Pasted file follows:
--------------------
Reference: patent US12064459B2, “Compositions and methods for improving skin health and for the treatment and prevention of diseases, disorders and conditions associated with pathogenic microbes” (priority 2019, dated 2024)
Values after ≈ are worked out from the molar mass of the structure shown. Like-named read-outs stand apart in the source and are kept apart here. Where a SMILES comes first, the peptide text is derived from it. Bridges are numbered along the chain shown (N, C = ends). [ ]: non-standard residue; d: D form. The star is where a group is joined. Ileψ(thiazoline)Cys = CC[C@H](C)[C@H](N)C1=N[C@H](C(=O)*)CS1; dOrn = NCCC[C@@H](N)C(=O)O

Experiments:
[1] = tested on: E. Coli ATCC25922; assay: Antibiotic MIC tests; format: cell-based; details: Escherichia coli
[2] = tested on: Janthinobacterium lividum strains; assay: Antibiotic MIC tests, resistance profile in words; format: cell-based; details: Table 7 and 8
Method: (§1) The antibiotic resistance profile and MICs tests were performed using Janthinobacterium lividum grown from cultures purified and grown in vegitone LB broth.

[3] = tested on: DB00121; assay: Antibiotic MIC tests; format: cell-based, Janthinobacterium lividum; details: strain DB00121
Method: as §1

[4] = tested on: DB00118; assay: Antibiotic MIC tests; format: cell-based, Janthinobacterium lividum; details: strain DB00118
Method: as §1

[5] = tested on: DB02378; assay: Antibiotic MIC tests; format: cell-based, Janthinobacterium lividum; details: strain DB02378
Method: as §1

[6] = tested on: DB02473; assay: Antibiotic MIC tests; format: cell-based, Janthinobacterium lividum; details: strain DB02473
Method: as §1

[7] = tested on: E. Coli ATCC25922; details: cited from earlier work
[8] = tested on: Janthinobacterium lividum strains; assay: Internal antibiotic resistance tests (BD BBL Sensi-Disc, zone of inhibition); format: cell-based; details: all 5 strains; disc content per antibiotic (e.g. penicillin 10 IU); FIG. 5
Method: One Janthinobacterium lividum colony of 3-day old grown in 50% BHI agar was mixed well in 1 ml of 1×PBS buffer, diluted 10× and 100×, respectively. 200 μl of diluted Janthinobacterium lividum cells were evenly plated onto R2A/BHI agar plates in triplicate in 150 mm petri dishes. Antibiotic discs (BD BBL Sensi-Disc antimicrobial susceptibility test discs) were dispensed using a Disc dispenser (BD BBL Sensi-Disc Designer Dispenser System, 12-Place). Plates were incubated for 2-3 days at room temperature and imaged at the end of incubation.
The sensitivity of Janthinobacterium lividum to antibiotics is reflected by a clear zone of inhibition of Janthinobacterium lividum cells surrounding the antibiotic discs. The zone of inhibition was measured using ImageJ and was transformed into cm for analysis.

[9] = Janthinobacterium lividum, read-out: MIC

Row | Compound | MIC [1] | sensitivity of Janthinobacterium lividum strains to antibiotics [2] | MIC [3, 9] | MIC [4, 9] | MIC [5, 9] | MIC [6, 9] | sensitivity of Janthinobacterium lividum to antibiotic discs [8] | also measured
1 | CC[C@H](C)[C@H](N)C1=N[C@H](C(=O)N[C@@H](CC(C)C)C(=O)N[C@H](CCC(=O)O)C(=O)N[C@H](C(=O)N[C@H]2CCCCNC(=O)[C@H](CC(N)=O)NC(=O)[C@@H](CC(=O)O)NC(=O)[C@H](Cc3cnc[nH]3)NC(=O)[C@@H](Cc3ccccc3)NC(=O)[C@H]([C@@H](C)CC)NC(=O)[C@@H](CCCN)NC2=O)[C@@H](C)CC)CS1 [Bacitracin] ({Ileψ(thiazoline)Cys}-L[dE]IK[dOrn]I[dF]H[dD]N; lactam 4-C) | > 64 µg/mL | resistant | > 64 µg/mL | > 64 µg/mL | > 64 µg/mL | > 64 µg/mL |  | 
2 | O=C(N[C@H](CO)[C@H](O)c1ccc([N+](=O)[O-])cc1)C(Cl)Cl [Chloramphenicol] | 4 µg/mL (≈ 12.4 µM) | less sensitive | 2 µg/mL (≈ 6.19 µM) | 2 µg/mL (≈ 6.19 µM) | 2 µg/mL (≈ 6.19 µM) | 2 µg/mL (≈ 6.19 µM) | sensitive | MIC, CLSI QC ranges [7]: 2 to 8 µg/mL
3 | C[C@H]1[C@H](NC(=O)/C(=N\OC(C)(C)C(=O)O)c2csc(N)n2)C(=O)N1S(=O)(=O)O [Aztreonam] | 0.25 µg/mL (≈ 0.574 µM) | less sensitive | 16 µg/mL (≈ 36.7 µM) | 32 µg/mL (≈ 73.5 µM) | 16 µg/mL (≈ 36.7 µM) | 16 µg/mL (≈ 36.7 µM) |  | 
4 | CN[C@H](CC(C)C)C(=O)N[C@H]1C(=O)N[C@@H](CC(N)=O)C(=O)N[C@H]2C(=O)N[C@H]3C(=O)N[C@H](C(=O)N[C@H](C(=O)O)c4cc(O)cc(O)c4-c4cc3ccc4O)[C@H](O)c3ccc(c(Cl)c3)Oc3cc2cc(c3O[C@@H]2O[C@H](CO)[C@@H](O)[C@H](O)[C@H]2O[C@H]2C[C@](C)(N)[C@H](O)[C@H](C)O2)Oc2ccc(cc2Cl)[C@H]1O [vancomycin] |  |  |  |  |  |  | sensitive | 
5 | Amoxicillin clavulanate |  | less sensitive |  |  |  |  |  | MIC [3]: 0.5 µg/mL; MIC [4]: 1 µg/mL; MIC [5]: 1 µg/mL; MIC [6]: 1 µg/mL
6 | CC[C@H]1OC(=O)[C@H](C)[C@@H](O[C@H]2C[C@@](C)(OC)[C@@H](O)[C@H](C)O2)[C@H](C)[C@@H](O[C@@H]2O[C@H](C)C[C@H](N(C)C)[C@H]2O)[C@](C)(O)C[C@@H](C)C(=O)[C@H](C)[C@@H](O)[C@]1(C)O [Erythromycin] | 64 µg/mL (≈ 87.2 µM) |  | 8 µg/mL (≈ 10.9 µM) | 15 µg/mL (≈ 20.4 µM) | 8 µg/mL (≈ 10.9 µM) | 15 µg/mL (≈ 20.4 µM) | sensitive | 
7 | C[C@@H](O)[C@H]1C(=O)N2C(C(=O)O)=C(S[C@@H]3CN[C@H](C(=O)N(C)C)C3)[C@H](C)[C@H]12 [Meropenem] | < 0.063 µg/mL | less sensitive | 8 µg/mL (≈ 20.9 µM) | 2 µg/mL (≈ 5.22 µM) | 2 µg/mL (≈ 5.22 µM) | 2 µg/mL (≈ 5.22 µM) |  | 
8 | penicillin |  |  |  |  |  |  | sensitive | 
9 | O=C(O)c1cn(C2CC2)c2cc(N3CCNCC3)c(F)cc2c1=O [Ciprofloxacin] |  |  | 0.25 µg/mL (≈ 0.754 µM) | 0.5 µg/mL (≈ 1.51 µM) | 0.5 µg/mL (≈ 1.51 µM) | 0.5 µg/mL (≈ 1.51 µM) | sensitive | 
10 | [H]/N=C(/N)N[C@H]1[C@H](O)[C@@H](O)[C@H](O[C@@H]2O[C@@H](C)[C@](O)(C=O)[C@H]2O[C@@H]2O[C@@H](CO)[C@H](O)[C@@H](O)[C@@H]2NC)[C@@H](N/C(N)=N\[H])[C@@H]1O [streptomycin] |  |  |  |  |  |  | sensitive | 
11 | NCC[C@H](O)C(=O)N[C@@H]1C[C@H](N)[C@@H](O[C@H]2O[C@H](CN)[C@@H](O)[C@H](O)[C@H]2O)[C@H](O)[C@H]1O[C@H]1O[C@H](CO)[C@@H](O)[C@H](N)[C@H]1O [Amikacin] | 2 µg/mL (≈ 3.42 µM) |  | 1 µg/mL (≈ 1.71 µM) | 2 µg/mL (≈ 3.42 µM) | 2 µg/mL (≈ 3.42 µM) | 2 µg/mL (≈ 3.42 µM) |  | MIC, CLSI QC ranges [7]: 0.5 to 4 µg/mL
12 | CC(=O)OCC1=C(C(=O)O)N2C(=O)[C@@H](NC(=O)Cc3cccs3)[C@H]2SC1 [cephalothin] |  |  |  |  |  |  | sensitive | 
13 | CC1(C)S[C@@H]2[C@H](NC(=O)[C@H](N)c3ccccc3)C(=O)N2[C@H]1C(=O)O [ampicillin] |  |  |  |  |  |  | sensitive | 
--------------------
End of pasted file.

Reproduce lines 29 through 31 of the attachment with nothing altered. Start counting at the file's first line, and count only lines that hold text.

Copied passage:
9 | O=C(O)c1cn(C2CC2)c2cc(N3CCNCC3)c(F)cc2c1=O [Ciprofloxacin] |  |  | 0.25 µg/mL (≈ 0.754 µM) | 0.5 µg/mL (≈ 1.51 µM) | 0.5 µg/mL (≈ 1.51 µM) | 0.5 µg/mL (≈ 1.51 µM) | sensitive | 
10 | [H]/N=C(/N)N[C@H]1[C@H](O)[C@@H](O)[C@H](O[C@@H]2O[C@@H](C)[C@](O)(C=O)[C@H]2O[C@@H]2O[C@@H](CO)[C@H](O)[C@@H](O)[C@@H]2NC)[C@@H](N/C(N)=N\[H])[C@@H]1O [streptomycin] |  |  |  |  |  |  | sensitive | 
11 | NCC[C@H](O)C(=O)N[C@@H]1C[C@H](N)[C@@H](O[C@H]2O[C@H](CN)[C@@H](O)[C@H](O)[C@H]2O)[C@H](O)[C@H]1O[C@H]1O[C@H](CO)[C@@H](O)[C@H](N)[C@H]1O [Amikacin] | 2 µg/mL (≈ 3.42 µM) |  | 1 µg/mL (≈ 1.71 µM) | 2 µg/mL (≈ 3.42 µM) | 2 µg/mL (≈ 3.42 µM) | 2 µg/mL (≈ 3.42 µM) |  | MIC, CLSI QC ranges [7]: 0.5 to 4 µg/mL